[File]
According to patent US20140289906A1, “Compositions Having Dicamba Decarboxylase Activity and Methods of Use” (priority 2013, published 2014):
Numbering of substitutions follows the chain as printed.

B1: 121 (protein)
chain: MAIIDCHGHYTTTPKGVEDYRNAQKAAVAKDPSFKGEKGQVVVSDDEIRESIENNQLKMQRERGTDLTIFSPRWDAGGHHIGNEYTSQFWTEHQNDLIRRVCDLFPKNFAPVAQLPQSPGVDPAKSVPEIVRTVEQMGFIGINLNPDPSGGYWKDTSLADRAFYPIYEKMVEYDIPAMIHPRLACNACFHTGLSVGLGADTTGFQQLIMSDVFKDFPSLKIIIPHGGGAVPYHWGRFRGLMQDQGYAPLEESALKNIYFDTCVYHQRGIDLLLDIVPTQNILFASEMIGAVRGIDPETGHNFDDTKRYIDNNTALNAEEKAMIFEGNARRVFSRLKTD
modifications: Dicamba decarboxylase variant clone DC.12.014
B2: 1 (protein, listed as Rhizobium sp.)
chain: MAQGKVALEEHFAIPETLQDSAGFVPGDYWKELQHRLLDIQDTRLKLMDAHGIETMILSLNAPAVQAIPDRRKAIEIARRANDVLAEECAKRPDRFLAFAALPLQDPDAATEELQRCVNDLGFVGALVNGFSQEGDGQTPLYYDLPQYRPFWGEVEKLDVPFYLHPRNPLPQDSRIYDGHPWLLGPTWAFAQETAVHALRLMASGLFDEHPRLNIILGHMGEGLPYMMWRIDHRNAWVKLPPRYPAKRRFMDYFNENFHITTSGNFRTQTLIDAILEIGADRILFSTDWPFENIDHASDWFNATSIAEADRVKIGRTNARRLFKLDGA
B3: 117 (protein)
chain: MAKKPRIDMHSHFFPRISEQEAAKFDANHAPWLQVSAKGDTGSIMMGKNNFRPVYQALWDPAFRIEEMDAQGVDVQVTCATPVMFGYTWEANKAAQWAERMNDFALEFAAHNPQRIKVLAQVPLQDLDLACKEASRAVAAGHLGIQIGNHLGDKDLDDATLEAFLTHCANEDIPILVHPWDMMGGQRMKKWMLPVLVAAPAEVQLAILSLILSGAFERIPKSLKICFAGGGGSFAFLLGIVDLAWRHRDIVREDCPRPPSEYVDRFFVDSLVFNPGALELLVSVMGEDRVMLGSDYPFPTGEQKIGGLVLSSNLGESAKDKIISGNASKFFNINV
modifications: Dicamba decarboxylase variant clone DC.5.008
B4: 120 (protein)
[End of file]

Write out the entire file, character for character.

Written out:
According to patent US20140289906A1, “Compositions Having Dicamba Decarboxylase Activity and Methods of Use” (priority 2013, published 2014):
Numbering of substitutions follows the chain as printed.

B1: 121 (protein)
chain: MAIIDCHGHYTTTPKGVEDYRNAQKAAVAKDPSFKGEKGQVVVSDDEIRESIENNQLKMQRERGTDLTIFSPRWDAGGHHIGNEYTSQFWTEHQNDLIRRVCDLFPKNFAPVAQLPQSPGVDPAKSVPEIVRTVEQMGFIGINLNPDPSGGYWKDTSLADRAFYPIYEKMVEYDIPAMIHPRLACNACFHTGLSVGLGADTTGFQQLIMSDVFKDFPSLKIIIPHGGGAVPYHWGRFRGLMQDQGYAPLEESALKNIYFDTCVYHQRGIDLLLDIVPTQNILFASEMIGAVRGIDPETGHNFDDTKRYIDNNTALNAEEKAMIFEGNARRVFSRLKTD
modifications: Dicamba decarboxylase variant clone DC.12.014
B2: 1 (protein, listed as Rhizobium sp.)
chain: MAQGKVALEEHFAIPETLQDSAGFVPGDYWKELQHRLLDIQDTRLKLMDAHGIETMILSLNAPAVQAIPDRRKAIEIARRANDVLAEECAKRPDRFLAFAALPLQDPDAATEELQRCVNDLGFVGALVNGFSQEGDGQTPLYYDLPQYRPFWGEVEKLDVPFYLHPRNPLPQDSRIYDGHPWLLGPTWAFAQETAVHALRLMASGLFDEHPRLNIILGHMGEGLPYMMWRIDHRNAWVKLPPRYPAKRRFMDYFNENFHITTSGNFRTQTLIDAILEIGADRILFSTDWPFENIDHASDWFNATSIAEADRVKIGRTNARRLFKLDGA
B3: 117 (protein)
chain: MAKKPRIDMHSHFFPRISEQEAAKFDANHAPWLQVSAKGDTGSIMMGKNNFRPVYQALWDPAFRIEEMDAQGVDVQVTCATPVMFGYTWEANKAAQWAERMNDFALEFAAHNPQRIKVLAQVPLQDLDLACKEASRAVAAGHLGIQIGNHLGDKDLDDATLEAFLTHCANEDIPILVHPWDMMGGQRMKKWMLPVLVAAPAEVQLAILSLILSGAFERIPKSLKICFAGGGGSFAFLLGIVDLAWRHRDIVREDCPRPPSEYVDRFFVDSLVFNPGALELLVSVMGEDRVMLGSDYPFPTGEQKIGGLVLSSNLGESAKDKIISGNASKFFNINV
modifications: Dicamba decarboxylase variant clone DC.5.008
B4: 120 (protein)